Index of coincidence
In cryptography, coincidence counting is the technique (invented by William F. Friedman) of putting two texts side-by-side and counting the number of times that identical letters appear in the same position in both texts. This count, either as a ratio of the total or normalized by dividing by the expected count for a random source model, is known as the index of coincidence, or IC for short.
Because letters in a natural language are not distributed evenly, the IC is higher for such texts than it would be for uniformly random text strings. What makes the IC especially useful is the fact that its value does not change if both texts are scrambled by the same single-alphabet substitution cipher, allowing a cryptanalyst to quickly detect that form of encryption.
The index of coincidence provides a measure of how likely it is to draw two matching letters by randomly selecting two letters from a given text. The chance of drawing a given letter in the text is (number of times that letter appears / length of the text). The chance of drawing that same letter again (without replacement) is (appearances − 1 / text length − 1). The product of these two values gives you the chance of drawing that letter twice in a row. One can find this product for each letter that appears in the text, then sum these products to get a chance of drawing two of a kind. This probability can then be normalized by multiplying it by some coefficient, typically 26 in English.
- Where c is the normalizing coefficient (26 for English), na is the number of times the letter "a" appears in the text, and N is the length of the text.
We can express the index of coincidence IC for a given letter-frequency distribution as a summation:
The products n(n−1) count the number of combinations of n elements taken two at a time. (Actually this counts each pair twice; the extra factors of 2 occur in both numerator and denominator of the formula and thus cancel out.) Each of the ni occurrences of the i-th letter matches each of the remaining ni−1 occurrences of the same letter. There are a total of N(N−1) letter pairs in the entire text, and 1/c is the probability of a match for each pair, assuming a uniform random distribution of the characters (the "null model"; see below). Thus, this formula gives the ratio of the total number of coincidences observed to the total number of coincidences that one would expect from the null model.
The expected average value for the IC can be computed from the relative letter frequencies fi of the source language:
If all c letters of an alphabet were equally probable, the expected index would be 1.0. The actual monographic IC for telegraphic English text is around 1.73, reflecting the unevenness of natural-language letter distributions.
Sometimes values are reported without the normalizing denominator, for example 0.067=1.73/26 for English; such values may be called κp ("kappa-plaintext") rather than IC, with κr ("kappa-random") used to denote the denominator 1/c (which is the expected coincidence rate for a uniform distribution of the same alphabet, 0.0385=1/26 for English).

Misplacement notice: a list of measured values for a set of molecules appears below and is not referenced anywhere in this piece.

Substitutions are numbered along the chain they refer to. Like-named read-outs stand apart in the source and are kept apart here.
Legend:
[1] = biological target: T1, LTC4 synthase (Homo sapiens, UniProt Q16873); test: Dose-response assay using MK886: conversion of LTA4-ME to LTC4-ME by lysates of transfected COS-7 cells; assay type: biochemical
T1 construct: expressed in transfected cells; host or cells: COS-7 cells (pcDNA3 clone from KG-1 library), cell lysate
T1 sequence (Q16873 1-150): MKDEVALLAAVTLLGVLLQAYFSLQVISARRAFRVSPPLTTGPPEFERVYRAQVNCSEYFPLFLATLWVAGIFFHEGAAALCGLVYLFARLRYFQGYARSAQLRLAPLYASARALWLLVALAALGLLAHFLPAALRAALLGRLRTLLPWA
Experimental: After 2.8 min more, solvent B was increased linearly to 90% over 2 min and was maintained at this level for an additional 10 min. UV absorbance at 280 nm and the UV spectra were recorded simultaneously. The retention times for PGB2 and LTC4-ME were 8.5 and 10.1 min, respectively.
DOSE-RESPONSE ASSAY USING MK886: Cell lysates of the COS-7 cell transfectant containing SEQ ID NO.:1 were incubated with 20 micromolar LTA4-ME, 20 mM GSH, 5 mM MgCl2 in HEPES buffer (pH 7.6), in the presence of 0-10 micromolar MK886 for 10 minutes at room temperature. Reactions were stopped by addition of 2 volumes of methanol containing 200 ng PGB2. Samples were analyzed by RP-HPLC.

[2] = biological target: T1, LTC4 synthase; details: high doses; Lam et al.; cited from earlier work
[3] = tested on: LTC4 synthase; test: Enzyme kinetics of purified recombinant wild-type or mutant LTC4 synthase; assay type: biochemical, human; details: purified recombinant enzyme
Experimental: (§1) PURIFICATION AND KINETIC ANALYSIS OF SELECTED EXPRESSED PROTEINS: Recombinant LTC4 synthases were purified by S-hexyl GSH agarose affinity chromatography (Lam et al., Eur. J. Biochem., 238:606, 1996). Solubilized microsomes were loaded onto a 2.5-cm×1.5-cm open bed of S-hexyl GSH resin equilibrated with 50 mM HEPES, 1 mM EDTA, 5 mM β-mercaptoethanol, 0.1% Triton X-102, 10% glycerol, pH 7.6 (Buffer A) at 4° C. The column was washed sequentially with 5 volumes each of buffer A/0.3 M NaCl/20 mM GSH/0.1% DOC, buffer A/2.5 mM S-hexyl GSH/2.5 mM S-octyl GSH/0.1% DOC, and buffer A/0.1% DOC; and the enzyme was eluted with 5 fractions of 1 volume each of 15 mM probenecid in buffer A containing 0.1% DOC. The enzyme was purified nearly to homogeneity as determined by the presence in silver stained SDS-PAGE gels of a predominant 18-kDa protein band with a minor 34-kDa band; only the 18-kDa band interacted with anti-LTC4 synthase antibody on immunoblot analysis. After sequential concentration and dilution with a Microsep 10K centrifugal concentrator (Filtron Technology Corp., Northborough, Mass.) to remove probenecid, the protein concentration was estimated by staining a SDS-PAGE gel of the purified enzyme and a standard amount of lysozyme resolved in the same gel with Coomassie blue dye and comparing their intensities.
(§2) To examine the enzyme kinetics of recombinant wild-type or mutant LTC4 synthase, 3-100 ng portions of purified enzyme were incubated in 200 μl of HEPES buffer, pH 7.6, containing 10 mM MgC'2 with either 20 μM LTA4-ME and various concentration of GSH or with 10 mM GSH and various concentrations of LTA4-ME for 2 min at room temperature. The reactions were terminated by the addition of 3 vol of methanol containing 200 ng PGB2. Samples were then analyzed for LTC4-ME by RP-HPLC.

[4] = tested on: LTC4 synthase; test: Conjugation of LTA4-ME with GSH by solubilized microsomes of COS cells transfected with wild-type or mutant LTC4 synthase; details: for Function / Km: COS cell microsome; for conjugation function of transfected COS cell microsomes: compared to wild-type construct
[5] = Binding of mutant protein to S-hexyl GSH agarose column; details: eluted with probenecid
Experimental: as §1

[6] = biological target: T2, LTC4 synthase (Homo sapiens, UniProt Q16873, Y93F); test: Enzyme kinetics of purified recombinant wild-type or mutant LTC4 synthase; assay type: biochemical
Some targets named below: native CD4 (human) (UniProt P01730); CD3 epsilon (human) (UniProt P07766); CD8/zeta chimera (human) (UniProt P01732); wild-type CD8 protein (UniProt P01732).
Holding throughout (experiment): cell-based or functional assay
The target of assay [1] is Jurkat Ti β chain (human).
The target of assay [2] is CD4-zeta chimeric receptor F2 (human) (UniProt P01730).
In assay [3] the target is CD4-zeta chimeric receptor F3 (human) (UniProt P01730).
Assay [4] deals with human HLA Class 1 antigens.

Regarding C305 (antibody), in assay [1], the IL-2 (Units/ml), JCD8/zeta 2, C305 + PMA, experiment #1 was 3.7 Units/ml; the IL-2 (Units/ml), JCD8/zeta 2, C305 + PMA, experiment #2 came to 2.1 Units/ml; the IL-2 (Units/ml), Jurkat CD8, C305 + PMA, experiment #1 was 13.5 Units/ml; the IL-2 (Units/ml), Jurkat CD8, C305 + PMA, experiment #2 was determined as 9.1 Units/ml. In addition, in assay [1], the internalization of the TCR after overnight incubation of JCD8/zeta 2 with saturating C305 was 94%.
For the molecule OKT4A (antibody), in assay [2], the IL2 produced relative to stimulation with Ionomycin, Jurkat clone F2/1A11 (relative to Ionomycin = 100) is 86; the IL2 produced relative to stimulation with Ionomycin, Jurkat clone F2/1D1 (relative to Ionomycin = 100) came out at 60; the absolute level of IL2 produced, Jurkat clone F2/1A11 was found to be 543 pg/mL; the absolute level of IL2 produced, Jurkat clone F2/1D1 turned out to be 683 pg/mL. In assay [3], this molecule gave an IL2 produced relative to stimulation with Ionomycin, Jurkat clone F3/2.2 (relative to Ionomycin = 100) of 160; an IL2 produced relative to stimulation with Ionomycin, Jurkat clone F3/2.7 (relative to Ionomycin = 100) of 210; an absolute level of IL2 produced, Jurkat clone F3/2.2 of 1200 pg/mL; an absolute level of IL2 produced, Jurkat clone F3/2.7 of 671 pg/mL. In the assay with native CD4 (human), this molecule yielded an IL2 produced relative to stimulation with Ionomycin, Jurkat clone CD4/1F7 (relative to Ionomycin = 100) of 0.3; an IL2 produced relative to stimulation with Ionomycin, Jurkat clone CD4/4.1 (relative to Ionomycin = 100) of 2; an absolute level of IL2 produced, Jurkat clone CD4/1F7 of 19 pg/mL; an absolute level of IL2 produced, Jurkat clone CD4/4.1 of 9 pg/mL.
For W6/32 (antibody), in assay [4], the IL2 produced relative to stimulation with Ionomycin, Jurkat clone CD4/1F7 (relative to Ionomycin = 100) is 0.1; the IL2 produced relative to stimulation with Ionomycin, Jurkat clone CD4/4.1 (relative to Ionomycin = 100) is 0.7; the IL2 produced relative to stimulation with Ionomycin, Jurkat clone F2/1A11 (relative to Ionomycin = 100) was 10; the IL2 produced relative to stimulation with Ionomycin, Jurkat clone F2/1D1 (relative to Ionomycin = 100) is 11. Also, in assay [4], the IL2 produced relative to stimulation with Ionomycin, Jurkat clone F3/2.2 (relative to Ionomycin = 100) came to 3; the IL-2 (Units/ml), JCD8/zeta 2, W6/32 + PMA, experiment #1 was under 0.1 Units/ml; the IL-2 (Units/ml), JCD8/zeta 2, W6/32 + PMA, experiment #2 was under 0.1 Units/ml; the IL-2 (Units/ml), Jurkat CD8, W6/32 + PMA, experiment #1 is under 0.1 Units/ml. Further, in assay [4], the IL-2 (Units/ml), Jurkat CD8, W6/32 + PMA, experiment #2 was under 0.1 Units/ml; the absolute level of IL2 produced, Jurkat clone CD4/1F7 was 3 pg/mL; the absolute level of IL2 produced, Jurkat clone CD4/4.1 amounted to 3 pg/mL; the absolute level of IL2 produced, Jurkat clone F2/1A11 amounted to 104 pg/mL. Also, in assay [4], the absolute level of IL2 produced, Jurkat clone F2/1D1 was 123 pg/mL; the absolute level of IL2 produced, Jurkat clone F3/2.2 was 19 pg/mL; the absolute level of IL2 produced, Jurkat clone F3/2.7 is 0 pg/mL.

The index of coincidence is useful both in the analysis of natural-language plaintext and in the analysis of ciphertext (cryptanalysis). Even when only ciphertext is available for testing and plaintext letter identities are disguised, coincidences in ciphertext can be caused by coincidences in the underlying plaintext. This technique is used to cryptanalyze the Vigenère cipher, for example. For a repeating-key polyalphabetic cipher arranged into a matrix, the coincidence rate within each column will usually be highest when the width of the matrix is a multiple of the key length, and this fact can be used to determine the key length, which is the first step in cracking the system.
Coincidence counting can help determine when two texts are written in the same language using the same alphabet. (This technique has been used to examine the purported Bible code). The causal coincidence count for such texts will be distinctly higher than the accidental coincidence count for texts in different languages, or texts using different alphabets, or gibberish texts.
To see why, imagine an "alphabet" of only the two letters A and B. Suppose that in our "language", the letter A is used 75% of the time, and the letter B is used 25% of the time. If two texts in this language are laid side by side, then the following pairs can be expected:
Overall, the probability of a "coincidence" is 62.5% (56.25% for AA + 6.25% for BB).
Now consider the case when both messages are encrypted using the simple monoalphabetic substitution cipher which replaces A with B and vice versa:
The overall probability of a coincidence in this situation is 62.5% (6.25% for AA + 56.25% for BB), exactly the same as for the unencrypted "plaintext" case. In effect, the new alphabet produced by the substitution is just a uniform renaming of the original character identities, which does not affect whether they match.
Now suppose that only one message (say, the second) is encrypted using the same substitution cipher (A,B)→(B,A). The following pairs can now be expected:
Now the probability of a coincidence is only 37.5% (18.75% for AA + 18.75% for BB). This is noticeably lower than the probability when same-language, same-alphabet texts were used. Evidently, coincidences are more likely when the most frequent letters in each text are the same.
The same principle applies to real languages like English, because certain letters, like E, occur much more frequently than other letters—a fact which is used in frequency analysis of substitution ciphers. Coincidences involving the letter E, for example, are relatively likely. So when any two English texts are compared, the coincidence count will be higher than when an English text and a foreign-language text are used.